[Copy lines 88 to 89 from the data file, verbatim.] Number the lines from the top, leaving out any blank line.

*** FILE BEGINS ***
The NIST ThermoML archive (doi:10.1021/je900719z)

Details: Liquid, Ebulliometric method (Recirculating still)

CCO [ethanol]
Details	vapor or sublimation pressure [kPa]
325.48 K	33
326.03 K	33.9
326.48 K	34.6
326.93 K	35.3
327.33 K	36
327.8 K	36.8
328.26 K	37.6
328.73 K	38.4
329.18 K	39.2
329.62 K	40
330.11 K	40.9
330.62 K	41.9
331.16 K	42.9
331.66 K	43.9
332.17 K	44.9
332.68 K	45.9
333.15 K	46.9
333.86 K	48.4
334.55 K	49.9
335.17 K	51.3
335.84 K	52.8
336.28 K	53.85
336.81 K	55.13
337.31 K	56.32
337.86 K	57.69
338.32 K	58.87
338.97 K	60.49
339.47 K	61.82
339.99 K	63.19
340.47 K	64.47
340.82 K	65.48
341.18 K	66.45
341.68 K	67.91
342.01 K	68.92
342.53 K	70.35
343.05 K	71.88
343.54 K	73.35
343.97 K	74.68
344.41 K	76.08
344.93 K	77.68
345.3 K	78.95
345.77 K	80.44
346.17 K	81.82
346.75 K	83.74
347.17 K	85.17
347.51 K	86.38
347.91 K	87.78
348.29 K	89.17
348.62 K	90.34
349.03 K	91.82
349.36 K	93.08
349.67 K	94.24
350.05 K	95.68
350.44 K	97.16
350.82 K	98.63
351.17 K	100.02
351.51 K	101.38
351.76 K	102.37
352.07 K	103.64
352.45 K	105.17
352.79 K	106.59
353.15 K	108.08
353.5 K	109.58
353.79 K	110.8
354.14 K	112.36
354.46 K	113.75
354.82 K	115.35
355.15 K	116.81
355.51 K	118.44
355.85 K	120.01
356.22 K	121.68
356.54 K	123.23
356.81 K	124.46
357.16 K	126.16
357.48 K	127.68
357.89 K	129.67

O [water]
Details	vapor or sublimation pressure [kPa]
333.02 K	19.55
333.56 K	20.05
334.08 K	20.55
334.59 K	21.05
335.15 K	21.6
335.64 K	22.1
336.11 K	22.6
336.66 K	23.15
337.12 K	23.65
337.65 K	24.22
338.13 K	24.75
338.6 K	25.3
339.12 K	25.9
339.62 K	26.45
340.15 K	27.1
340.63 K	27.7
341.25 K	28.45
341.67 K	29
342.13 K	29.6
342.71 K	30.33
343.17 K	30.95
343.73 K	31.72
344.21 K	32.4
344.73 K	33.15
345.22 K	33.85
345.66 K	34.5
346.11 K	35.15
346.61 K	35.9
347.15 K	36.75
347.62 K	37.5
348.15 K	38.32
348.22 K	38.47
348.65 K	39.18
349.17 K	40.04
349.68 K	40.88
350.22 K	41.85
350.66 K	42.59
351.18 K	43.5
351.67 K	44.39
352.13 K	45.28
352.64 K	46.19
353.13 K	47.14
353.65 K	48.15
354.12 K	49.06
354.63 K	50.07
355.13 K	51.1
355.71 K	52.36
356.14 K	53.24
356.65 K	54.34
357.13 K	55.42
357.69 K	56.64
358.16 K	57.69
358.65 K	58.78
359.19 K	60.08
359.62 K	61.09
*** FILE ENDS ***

335.64 K	22.1
336.11 K	22.6